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From Pitches in Asia – Report from JFA Coaches/Instructors in Asia Vol.34: HIRATA Reiji, Head of Youth Development of the Philippines Football Federation

19 July 2018

From Pitches in Asia – Report from JFA Coaches/Instructors in Asia Vol.34: HIRATA Reiji, Head of Youth Development of the Philippines Football Federation

“From Pitches in Asia” is a report that introduces the viewpoints of instructors active in Asian countries. The 34th edition is a report by HIRATA Reiji, who works in the Philippines as the Head of Youth Development of the Philippines Football Federation (PFF).

Assignment in the Philippines started this February

My assignment in the Philippines started in February of this year, and I have been surprised in many aspects by the gap between my expectations before the assignment and the reality I faced once I actually moved to the Philippines. The first thing I noticed was the traffic in the capital area of Manila. The traffic is so bad that even if I leave ahead of schedule, I still find myself being late in some occasions. The heavy traffic reflects the booming economy in the capital area, as Manila is full of energy. But at the same time, the disparity of wealth is very evident and many things that are considered to be normal in Japan may not apply here, which was quite shocking to me. In terms of football, the sport is surprisingly popular in other areas besides Manila (such as the Visayan Islands and Mindanao, etc.), and many kids are seen playing football in those areas.

I have come across many matches where the players play full-out from the beginning of the match, chasing the ball with great intensity, but run out of gas during the duration of the match, which as a result changes the dynamics of the match dramatically. Their play style gives me the impression that they are very decisive and have the ability to respond with a makeshift effort but lacks a wide perspective. I personally must learn more about the Philippines and the Filipino players so that I can contribute to the overall growth of football in the Philippines.

Obligations as the Head of Youth Development

Once I was assigned to this position in the Philippines, I launched a project to initiate a system that is similar to the Japanese “Training Centre System.” The plan is to consolidate and create a unified philosophy, dream, method, concept and programme for the PFF’s youth development, cooperate with each local football associations (40 associations) and initiate the system one by one, according to each area’s budget and situations.

The supporters have shown great understandings of the project thus far, so I hope to deepen the relationship between the local members to proceed with the project. In the Philippines, it is not unusual to see a delay in the initial schedule, so I will continue to move forward while understanding the speed in which the local members would like to proceed with. One day we hope to construct a Training Centre System that develop players that represents each age categories of the Philippines National Team.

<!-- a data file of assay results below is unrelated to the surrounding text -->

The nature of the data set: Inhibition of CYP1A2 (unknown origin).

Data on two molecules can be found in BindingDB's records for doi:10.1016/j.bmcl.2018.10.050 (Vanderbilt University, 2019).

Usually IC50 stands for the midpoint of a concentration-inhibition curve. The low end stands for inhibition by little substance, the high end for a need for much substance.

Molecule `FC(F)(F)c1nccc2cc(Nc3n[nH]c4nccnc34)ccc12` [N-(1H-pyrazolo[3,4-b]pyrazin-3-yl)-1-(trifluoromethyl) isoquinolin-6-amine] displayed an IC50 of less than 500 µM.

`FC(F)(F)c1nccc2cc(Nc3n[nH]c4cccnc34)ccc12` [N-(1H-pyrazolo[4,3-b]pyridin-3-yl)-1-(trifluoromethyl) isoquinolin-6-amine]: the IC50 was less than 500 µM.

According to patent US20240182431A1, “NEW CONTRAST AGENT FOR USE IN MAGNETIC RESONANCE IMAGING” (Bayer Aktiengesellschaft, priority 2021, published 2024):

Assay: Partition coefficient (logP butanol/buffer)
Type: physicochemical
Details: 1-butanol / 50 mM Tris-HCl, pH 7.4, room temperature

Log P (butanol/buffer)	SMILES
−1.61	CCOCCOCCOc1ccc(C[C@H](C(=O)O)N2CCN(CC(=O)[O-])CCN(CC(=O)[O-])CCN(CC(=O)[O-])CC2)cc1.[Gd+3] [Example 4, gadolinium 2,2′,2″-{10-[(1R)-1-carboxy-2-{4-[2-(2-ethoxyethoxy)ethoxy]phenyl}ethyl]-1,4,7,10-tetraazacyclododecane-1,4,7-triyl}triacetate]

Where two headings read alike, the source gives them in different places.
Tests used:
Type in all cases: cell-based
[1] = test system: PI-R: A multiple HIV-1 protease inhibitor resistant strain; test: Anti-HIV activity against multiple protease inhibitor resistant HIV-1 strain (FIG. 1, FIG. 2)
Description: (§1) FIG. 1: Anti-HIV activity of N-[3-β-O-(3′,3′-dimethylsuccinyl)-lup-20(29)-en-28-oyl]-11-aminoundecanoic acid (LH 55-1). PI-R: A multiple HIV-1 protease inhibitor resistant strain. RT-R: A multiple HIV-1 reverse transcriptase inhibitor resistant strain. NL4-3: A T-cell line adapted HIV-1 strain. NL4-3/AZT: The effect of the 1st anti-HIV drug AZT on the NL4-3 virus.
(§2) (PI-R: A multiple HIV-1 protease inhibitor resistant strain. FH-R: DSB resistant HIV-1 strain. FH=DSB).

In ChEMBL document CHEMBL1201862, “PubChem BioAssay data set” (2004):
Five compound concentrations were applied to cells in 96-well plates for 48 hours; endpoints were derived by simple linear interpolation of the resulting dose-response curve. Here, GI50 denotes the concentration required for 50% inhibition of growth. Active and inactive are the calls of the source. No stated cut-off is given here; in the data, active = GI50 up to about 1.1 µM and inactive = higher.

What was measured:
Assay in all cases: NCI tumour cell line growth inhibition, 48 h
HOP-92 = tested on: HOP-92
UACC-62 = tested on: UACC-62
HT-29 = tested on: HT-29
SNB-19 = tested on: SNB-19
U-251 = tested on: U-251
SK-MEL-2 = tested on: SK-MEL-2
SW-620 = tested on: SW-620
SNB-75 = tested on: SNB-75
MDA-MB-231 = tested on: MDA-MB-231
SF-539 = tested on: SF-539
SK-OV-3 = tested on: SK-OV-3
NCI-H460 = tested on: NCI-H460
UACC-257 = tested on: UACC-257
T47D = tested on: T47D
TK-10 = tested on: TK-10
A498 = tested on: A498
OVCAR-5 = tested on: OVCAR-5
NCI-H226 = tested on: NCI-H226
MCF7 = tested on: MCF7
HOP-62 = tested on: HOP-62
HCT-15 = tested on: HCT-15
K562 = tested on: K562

Appointment as coach of the U-19 National Team, and sudden request to coach the U-16 National Team

In early July, I received a request to act as the coach of the U-19 Philippines National Team, just 10 days ahead of the AFF (ASEAN Football Federation) U-19 Youth Championship held in Indonesia. I had prior experience participating in activities of the national team as the Head of Youth Development, so even with the short notice, I managed to accept the role and enter the tournament smoothly. However, the team was eliminated after the group league, and the result at the tournament (1 win, 4 losses/ 5th place out of 6 teams) was brutal enough to make me realise the current state of the Filipino football. I felt that many of the missing pieces included physical aspects and that the team lacked international experience as well as domestic match experience compared to the other ASEAN countries. The current goal for the PFF is to provide sufficient environment for the national team, such as appropriate preparation time, while also providing detailed dream and a vision for the team. I am also feeling the need to come up with a 10-year plan to develop coaches domestically. I am now assigned as the coach of the U-16 national team ahead of the AFF U-16 Championship in Indonesia, scheduled for late July. Once again, I am only given about 10 days to prepare for the tournament, but for the players this is a priceless opportunity to gain precious international experience, so I will strive to earn as many points as possible in this tournament, while keeping in mind to keep a smile and to provide passion on the field. Combining the experience I gained from coaching the U-19 national team, and this time the U-16 national team, I will utilise the experience to analyse the Filipino football and create a development plan as well as a future vision for the country.


Many people in the Philippines has mentioned to me that they like Japan or praised about the Japanese football. I also hear the words expressing the gratitude they have towards the predecessors who were here before me (such as Mr. IMAI Masataka, Mr. KANBE Sugao, and Mr. ABE Keia). As a Japanese instructor myself, I will continue my work in the Philippines while keeping in mind of the tradition and pride of the Japanese football.


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